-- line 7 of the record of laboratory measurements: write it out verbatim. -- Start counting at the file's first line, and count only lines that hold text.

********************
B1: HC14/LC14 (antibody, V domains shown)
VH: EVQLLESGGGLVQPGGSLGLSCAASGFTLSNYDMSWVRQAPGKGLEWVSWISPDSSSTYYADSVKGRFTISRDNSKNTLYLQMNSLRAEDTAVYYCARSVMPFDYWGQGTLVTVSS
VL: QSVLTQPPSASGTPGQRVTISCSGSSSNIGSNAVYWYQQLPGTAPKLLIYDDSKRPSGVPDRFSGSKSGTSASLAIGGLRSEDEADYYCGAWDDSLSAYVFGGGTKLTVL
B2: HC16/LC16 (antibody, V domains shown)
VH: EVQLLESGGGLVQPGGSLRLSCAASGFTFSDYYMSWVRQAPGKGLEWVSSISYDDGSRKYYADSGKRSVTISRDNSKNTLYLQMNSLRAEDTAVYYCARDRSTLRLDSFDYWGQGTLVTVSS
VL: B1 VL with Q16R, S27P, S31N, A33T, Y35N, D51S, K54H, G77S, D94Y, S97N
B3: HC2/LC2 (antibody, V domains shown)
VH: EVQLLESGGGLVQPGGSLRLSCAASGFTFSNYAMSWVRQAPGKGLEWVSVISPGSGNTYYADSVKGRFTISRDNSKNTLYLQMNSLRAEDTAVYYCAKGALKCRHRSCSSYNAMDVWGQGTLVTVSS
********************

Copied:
B3: HC2/LC2 (antibody, V domains shown)